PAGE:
Reece and Dusty
    The white buck has finally been named: Dusty. That makes twin names: Dusty and Rusty. We are still planning to use Rusty for breeding, but we’ll see how things shape up. Dusty is the bigger one by a tiny bit. He was born second and his mother didn’t take much interest in him at first, which was a big influence on our decision to prefer Rusty. Rusty was cleaned up quick, but Dusty was covered in afterbirth for almost 48 hours before she bothered to take care of him. He seems to be strong enough, but he’s a little bit clumsy when compared with Rusty. His left back leg was a little twisted at first, but it seems to have straightened out for the most part. I read that dolomite lime helps with that, so he receives an extra ration, just in case.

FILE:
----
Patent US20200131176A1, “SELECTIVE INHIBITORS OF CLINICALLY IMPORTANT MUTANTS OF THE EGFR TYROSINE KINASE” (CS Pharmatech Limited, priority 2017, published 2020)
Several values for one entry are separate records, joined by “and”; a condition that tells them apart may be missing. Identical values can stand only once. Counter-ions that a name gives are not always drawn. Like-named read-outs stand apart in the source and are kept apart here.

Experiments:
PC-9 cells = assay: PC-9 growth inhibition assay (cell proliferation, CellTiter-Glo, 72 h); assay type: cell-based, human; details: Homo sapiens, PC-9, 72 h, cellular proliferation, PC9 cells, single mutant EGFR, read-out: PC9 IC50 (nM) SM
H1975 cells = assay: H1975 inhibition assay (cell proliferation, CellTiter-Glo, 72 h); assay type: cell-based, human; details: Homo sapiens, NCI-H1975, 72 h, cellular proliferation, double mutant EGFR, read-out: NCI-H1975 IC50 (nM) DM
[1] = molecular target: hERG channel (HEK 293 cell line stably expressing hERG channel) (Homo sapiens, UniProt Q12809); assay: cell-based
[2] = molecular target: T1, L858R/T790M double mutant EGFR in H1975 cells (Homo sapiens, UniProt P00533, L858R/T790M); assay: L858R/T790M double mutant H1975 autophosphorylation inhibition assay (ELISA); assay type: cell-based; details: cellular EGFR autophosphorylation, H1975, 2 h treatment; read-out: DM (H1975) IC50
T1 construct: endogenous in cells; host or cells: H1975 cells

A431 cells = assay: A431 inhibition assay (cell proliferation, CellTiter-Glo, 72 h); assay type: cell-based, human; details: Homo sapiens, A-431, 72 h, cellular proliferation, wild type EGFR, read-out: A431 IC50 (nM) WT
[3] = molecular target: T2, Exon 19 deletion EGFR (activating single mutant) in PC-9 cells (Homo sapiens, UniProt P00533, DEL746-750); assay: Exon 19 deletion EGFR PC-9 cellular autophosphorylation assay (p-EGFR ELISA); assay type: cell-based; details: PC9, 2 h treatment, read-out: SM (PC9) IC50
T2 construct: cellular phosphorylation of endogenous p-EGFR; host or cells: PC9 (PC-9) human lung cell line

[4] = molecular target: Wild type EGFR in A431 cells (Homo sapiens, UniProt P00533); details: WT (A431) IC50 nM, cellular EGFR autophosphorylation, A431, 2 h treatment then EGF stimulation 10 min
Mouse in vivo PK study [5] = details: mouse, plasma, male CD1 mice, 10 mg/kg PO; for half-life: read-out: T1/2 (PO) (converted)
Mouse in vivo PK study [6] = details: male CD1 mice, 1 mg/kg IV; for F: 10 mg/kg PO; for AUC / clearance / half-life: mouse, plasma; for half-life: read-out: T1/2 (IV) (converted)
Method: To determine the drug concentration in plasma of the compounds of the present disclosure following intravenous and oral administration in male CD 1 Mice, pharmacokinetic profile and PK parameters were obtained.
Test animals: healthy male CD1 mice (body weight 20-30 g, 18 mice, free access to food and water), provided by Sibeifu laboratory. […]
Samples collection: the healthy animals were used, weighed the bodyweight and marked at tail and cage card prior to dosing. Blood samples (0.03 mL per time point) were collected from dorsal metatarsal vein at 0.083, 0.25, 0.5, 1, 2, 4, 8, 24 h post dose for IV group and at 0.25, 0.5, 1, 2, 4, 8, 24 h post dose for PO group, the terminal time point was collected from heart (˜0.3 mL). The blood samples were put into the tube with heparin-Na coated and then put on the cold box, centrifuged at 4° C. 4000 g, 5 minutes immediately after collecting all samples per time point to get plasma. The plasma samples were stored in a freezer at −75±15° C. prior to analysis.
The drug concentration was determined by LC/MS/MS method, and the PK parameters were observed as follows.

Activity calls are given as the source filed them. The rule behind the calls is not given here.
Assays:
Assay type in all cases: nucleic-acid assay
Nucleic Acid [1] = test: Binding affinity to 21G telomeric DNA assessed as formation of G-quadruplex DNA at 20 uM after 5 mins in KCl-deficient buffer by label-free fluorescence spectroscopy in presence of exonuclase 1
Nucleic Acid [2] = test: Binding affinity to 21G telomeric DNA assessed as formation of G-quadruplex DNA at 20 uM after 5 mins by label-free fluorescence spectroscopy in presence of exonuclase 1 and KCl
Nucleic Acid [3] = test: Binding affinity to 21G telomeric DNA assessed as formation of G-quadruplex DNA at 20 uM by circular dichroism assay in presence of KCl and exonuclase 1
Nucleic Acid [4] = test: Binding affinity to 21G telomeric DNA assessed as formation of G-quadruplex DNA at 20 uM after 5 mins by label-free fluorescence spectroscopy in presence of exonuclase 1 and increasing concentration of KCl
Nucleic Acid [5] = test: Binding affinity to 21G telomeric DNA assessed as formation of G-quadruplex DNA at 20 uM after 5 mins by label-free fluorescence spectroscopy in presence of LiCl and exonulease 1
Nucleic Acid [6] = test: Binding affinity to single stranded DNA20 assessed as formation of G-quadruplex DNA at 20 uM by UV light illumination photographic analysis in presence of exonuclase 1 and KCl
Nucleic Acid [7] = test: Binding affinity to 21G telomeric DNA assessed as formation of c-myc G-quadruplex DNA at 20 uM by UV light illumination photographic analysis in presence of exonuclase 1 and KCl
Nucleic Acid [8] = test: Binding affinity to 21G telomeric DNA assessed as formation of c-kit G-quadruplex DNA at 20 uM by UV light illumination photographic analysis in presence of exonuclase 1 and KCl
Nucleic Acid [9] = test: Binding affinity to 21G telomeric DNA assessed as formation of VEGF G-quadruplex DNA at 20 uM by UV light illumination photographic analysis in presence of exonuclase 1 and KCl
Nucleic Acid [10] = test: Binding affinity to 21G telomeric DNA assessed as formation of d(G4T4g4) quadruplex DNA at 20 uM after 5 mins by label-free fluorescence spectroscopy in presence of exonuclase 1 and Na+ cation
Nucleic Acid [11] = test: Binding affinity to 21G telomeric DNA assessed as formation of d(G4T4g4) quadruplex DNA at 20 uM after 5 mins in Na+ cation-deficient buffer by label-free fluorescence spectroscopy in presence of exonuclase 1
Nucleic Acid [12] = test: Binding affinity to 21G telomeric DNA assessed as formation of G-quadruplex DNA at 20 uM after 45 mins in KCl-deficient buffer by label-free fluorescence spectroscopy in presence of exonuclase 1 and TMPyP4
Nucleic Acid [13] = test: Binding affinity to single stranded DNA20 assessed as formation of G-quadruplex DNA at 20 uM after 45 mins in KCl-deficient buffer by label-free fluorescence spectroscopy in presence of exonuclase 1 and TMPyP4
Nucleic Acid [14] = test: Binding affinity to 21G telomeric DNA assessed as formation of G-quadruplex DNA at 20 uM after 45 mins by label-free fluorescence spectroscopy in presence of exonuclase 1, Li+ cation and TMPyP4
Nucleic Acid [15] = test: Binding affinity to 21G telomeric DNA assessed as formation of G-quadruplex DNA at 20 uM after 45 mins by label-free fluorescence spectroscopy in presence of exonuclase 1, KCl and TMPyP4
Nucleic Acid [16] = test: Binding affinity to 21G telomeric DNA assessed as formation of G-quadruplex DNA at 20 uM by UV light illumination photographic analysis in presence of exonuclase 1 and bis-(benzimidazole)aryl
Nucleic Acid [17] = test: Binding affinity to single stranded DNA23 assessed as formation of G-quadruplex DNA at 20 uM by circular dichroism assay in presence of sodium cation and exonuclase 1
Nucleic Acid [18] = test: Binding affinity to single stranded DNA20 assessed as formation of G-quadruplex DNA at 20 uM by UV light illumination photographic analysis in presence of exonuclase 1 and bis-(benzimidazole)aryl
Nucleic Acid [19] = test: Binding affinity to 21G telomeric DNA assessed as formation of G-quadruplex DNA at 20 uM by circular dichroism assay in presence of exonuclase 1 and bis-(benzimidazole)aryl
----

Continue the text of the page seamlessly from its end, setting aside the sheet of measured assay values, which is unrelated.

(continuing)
Dusty’s also not as brave, choosing to spend lots of time right by his mama. Rusty is very brave and often challenges our biggest goat, Charlotte, to head-butting matches. He doesn’t seem to be aware that she could kill him if she really wanted to. But brave or no, both babies put up with lots of holding and petting.
    All goats like to play King of the Mountain, but babies are particularly amusing:


    When they are done, they run to their mama to nurse. I love the way they wag their little tails like puppies.


    Sorry if the videos are a little wobbly. Wesley kept nibbling on my pants! I know some of you are showing these to your children, so I thought I’d give a full report.

    Enjoy!

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    2 Comments

  • Reply Sara June 22, 2012 at 6:37 pm

    Love the video and the update! Thanks!

  • Reply sara June 22, 2012 at 12:31 pm

    Y’know, I’m not a vegetarian, but those goats are SOOOOOO cute I just couldn’t eat them. I’m afraid that if/when I start getting closer to the sources of my food, eliminating the middle man more and more, I may go hungry. :/

    My kids and I really enjoyed the videos. Thank you.